NevadaNews - University of Nevada, Reno

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Professor organizes first-of-its-kind international symposium on brain molecules

Recently, University of Nevada, Reno Professor Christopher von Bartheld organized a first-of-its-kind symposium on the evolution of neurotrophic factors in the brain.

Neurotrophic factors are molecules contributing to the survival (nourishment) of nerve cells in the brain, and therefore the development of an organism as a whole.

“There must be communication between nerve cells and target organs,” von Bartheld said. “Trophic factors help to provide feedback and survival signals, assuring proper development and function of the brain.”

Von Bartheld organized his symposium in order to foster a dialogue on the role of neurotrophic factors in organisms throughout their evolutionary development.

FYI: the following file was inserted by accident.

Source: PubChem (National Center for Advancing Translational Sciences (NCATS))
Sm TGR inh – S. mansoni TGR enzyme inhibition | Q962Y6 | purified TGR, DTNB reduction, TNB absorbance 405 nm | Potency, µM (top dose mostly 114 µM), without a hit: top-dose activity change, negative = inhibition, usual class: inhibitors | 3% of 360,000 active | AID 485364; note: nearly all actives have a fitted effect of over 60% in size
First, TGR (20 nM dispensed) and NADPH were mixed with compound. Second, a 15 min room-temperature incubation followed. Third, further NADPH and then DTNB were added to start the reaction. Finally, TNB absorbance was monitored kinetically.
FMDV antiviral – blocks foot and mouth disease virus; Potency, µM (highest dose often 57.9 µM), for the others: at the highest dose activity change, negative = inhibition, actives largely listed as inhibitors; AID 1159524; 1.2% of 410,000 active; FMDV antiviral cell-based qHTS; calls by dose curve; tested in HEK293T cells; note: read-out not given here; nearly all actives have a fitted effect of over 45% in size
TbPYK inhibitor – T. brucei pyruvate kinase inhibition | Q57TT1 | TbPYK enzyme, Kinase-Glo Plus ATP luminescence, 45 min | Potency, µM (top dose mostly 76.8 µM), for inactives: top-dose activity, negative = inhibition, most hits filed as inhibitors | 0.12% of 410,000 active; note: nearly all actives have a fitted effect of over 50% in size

The symposium, which took place in conjunction with the Annual Meeting of the Society for Neuroscience in Washington, D.C., featured a wide range of speakers representing six countries and three continents. Von Bartheld called it the most internationally varied panel ever seen at this annual gathering of comparative and evolutionary neurobiologists.

“There have been literally thousands of papers written on trophic factors during brain development,” said von Bartheld. “But this was the first symposium to explore what role trophic factors play in evolution in an organized and systematic way.”

The study of trophic factors has the potential to play a key role in research and breakthroughs concerning debilitative ailments such as Alzheimer’s and Parkinson’s diseases.

In addition to being the first of its kind, the symposium is affiliated with the publishers and editorial board of the journal "Brain, Behavior & Evolution." Dr. von Bartheld was granted the position of guest editor on a special issue of the journal focusing specifically on neurotrophic factors, and their evolution.